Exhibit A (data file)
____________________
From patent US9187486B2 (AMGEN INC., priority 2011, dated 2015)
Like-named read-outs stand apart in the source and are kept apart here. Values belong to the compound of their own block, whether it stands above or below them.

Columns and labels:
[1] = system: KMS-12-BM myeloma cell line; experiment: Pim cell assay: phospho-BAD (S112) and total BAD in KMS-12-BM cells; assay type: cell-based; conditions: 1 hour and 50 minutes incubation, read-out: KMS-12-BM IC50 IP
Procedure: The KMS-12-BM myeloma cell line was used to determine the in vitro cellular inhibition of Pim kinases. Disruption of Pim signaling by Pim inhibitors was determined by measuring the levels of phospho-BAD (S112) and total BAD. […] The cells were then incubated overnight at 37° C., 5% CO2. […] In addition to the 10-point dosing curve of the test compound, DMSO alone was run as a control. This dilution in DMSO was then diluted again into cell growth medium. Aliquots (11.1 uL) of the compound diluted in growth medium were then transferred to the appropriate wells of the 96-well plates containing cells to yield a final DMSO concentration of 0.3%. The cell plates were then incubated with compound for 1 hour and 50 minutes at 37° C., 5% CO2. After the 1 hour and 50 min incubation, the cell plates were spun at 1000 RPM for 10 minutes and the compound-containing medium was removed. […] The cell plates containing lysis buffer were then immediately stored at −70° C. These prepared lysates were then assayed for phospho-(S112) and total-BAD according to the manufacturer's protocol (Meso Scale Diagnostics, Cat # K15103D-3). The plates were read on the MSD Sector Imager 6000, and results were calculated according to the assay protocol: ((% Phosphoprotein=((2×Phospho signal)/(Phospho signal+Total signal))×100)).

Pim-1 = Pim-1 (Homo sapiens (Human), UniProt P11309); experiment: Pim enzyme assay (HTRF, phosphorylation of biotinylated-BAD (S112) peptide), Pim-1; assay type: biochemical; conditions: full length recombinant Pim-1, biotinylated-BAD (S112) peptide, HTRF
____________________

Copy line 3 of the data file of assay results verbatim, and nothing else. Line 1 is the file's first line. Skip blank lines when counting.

Columns and labels: